Big bang: David/Nicolas reach for the stars with their first solo exhibition in the US
In the space of seven years, David Raffoul and Nicolas Moussallem have evolved from fresh-faced newcomers into the brightest stars of the Lebanese design scene. The duo first met at Beirut’s Académie Libanaise des Beaux-Arts in 2007 and, finding an instant connection, travelled to Milan together after graduation to study industrial design, then set up their studio, David/Nicolas, in Beirut in 2011. Just three years later, the duo were collaborating with Agresti on a sculptural safe for Wallpaper* Handmade (W*185), exhibiting pieces with Milanese gallery Nilufar, and winning awards. Now, once again, they are on the brink of another defining shift in their careers, with their first solo exhibition in the US, following on from their European debut in 2018.
Called ‘Supernova’, the showcase was developed with Carpenters Workshop Gallery in Paris. The collection features a series of cabinets, rugs and tables – functional items, sure, but the ambitions behind them are cosmic. ‘The death of a star results in either a supernova or a black hole,’ says Moussallem. ‘The supernova is when a star explodes and all its debris is sent out into space, only to fuse again and create new stars. Here, death is just a transformation.’
‘M030’ cabinet, in rosewood, fusion wow marble, glass, parchment and bronze. Photography: Alessandro Furchino Capria
The designers see this celestial cycle as a metaphor for Beirut, where they live and work. According to legend, the city has been built and destroyed seven times during its 5,000-year history. ‘We call it the phoenix city because it always rises from its ashes,’ says Moussallem. In spite of recent troubles, its people remain hopeful. ‘We imagine the future to be linked to the past,’ he says. ‘Everything we do is related to time.’
‘What makes us work well together is honesty, and a common dream.’
The designs for the show embody the ‘retrofuturistic’ concept that the pair have been developing since the early days of their practice. It is not, they point out, the same retro-futurism that fascinated illustrators and filmmakers in the 1950s and 1960s, but a more personal approach with recurring themes and tinges of nostalgia. The duo’s industrial design background is barely evident, but it nevertheless informs their work: ‘We have this industrial way of thinking, how to make from one thing a declination of many things, a system,’ says Moussallem. ‘It’s like music: you learn the basis and then you compose your own, which can become anything.’
‘C040’ coffee table, in travertino bronzo, with stainless steel inlays. Photography: Alessandro Furchino Capria
‘Supernova’ comprises two distinct collections. The Monocle series of cabinets, a spin-off from a piece the designers exhibited with Nilufar in 2016, riffs on the ‘equilibrium of masses’ and features a solid wooden base with a lighter, glass vitrine on top. The other series, Constellation, explores how a scientific phenomenon can be translated into objects.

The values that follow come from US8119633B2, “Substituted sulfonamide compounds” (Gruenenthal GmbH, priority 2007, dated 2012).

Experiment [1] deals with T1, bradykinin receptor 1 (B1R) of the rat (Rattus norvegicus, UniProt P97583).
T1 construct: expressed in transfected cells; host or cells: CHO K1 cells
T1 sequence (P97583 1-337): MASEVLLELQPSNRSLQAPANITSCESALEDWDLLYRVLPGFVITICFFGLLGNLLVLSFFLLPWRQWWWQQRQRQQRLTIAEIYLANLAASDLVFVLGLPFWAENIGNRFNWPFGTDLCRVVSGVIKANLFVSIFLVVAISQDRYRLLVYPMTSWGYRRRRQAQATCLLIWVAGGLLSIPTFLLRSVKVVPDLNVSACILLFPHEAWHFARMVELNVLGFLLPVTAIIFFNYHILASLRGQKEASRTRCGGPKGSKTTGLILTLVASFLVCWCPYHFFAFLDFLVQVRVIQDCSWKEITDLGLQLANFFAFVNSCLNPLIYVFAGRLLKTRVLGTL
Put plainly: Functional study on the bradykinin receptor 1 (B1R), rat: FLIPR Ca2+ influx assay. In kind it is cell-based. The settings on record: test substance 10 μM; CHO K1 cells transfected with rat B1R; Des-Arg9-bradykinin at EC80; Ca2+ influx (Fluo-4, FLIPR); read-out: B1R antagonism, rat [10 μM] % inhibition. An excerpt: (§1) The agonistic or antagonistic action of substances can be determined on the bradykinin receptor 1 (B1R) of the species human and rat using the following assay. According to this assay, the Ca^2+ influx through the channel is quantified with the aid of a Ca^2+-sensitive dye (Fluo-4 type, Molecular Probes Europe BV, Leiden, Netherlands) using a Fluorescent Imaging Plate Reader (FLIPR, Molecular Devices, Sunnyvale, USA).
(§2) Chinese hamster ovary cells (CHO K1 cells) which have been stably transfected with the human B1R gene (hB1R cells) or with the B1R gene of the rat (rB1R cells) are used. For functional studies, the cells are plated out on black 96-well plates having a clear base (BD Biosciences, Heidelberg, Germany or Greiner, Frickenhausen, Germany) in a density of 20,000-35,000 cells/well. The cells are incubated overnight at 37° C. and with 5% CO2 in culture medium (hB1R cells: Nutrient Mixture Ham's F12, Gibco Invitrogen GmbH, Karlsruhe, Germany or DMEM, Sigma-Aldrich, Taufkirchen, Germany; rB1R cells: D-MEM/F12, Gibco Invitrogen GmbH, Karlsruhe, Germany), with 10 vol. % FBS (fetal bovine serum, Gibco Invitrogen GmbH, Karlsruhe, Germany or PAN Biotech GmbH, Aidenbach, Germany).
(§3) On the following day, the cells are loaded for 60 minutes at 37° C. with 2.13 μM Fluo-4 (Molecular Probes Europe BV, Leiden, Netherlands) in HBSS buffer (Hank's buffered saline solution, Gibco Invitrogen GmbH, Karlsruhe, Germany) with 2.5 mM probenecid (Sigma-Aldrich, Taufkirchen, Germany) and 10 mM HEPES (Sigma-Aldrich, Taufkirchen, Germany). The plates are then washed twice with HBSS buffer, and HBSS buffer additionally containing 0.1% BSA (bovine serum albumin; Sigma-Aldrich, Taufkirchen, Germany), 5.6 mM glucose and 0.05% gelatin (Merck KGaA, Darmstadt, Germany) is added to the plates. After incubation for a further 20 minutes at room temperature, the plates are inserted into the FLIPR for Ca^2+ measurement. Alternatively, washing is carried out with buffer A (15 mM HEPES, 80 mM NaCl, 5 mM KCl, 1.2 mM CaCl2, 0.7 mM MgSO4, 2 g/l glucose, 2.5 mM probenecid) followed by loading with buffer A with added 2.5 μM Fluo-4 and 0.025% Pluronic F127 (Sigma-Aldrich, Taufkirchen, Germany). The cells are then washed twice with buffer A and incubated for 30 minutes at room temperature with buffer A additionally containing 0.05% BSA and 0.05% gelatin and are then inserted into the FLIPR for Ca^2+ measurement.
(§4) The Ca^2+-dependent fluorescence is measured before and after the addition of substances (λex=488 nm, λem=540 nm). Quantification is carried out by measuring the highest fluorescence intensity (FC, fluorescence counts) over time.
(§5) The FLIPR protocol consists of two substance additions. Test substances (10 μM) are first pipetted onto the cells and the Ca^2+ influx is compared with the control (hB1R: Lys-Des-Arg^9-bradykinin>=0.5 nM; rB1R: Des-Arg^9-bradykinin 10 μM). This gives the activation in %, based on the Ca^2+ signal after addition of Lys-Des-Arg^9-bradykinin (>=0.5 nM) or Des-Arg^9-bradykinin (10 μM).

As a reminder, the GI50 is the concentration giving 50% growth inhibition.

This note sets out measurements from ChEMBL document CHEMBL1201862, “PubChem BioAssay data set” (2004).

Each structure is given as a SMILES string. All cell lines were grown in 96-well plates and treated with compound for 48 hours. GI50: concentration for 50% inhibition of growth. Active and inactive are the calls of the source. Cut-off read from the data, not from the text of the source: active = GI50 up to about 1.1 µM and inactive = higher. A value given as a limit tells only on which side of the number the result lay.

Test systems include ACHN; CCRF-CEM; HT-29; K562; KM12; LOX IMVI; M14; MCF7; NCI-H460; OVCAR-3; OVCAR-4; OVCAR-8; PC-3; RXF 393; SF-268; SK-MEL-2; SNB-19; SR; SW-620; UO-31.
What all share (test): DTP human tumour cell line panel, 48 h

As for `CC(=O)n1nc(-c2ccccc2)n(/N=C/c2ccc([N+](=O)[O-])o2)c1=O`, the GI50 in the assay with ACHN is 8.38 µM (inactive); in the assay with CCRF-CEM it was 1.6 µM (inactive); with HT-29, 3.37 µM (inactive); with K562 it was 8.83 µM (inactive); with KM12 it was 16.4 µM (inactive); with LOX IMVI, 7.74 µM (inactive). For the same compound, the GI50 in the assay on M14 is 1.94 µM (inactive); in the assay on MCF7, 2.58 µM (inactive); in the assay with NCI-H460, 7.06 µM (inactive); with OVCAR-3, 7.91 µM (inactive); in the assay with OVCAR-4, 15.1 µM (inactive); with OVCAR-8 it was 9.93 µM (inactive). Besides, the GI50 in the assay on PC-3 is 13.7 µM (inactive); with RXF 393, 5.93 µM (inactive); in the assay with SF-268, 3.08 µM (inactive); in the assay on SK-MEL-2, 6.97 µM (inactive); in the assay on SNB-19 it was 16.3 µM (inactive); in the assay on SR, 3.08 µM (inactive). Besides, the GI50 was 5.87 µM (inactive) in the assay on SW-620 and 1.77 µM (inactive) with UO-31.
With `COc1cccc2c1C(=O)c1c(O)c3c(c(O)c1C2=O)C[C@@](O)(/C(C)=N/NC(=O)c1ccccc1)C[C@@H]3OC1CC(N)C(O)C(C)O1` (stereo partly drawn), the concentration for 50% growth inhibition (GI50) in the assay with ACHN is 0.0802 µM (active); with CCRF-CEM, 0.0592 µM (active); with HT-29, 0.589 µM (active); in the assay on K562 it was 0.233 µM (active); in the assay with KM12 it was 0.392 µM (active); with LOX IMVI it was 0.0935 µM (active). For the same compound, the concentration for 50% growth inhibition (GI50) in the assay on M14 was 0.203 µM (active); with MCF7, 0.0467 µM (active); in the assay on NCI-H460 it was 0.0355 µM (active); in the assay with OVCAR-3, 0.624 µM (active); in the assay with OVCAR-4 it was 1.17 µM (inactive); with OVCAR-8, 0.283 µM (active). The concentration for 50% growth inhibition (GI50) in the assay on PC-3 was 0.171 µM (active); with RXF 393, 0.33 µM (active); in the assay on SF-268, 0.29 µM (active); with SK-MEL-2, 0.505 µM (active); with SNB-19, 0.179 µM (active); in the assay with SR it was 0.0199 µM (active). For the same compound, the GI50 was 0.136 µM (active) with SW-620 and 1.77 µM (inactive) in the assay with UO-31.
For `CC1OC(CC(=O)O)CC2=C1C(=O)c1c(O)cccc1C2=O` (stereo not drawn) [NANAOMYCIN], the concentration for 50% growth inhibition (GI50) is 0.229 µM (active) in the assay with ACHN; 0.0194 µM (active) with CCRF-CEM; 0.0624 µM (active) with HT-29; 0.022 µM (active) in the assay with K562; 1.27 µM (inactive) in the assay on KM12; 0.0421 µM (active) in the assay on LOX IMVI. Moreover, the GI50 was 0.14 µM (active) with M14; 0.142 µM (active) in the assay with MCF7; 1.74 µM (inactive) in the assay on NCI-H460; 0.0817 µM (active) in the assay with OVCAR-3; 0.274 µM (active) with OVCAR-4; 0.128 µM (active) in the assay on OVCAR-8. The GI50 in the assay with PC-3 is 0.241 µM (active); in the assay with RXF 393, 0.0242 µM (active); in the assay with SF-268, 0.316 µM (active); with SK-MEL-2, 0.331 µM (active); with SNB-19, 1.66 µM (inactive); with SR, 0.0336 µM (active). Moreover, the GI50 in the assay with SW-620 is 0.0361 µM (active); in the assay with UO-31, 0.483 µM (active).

The new pieces conceptually illustrate the transformation of the cosmos: an explosion is reproduced as geometric speckles of metal neatly applied onto a marble surface, a lunar eclipse mimicked by a table with overlapping tops in marble and glass. Raffoul and Moussallem’s work is usually linear and sleek, so working with volume is new territory. ‘[The pieces] look like spaceships or robots,’ says Moussallem. The space theme is also reflected in the choice of materials, which includes glass (derived from sand, a further nod to the supernova trajectory) and travertine, whose porous surface reminds the pair of the surface of the moon.
‘Everything we do is related to time.’
Recurring features include scalloped edges, on marble and wood, the juxtaposition of volumes and combinations of materials. Up to 15 artisans worked on each piece in the exhibition, which was developed across 21 workshops scattered around Treviso, northern Italy. Each element of the design was worked on by a specialist to achieve the best results. The hinges holding the glass part of the Monocle series’ ‘M030’ cabinet, for example, were made by a jewellery workshop. Production of the collections was overseen by Nilufar and managed by Raffoul and Moussallem’s long-term fabricator, Italian company Atelier F.
‘C070’ dining table, in travertino navona with silvered brass. Photography: Alessandro Furchino Capria
While quick to acknowledge Atelier F’s support over the years, the designers add that clients have also been pivotal to their development. ‘Clients are the people who bring you somewhere. They are part of the evolution, they are our inspiration,’ says Raffoul, noting how more over-the-top requests pushed the pair to experiment early on in their careers, and their fabricator, in turn, to create more complex pieces. ‘We bounce ideas off each other, as though we’re playing a game of ping-pong. They have learned a lot with us and we have learned a lot from them,’ says Moussallem.
The duo’s recent projects include a collaboration with Belgian fashion designer Carine Gilson on her Brussels boutique, and an interiors concept for Beirut restaurant Kaléo (W*219). A few years ago, they designed the Parisian apartment of Cherine Magrebi, founder of House of Today, an organisation that promotes Lebanese designers and their work. For both Raffoul and Moussallem, clients and collaborators become family the longer they work together.
It is a system they believe has made their studio stronger, and they would happily continue creating together for the rest of their lives. On their current trajectory, there’s no reason they won’t. ‘What make us work well together is honesty, and a common dream.’ §
As originally featured in the October 2018 issue of Wallpaper* (W*235)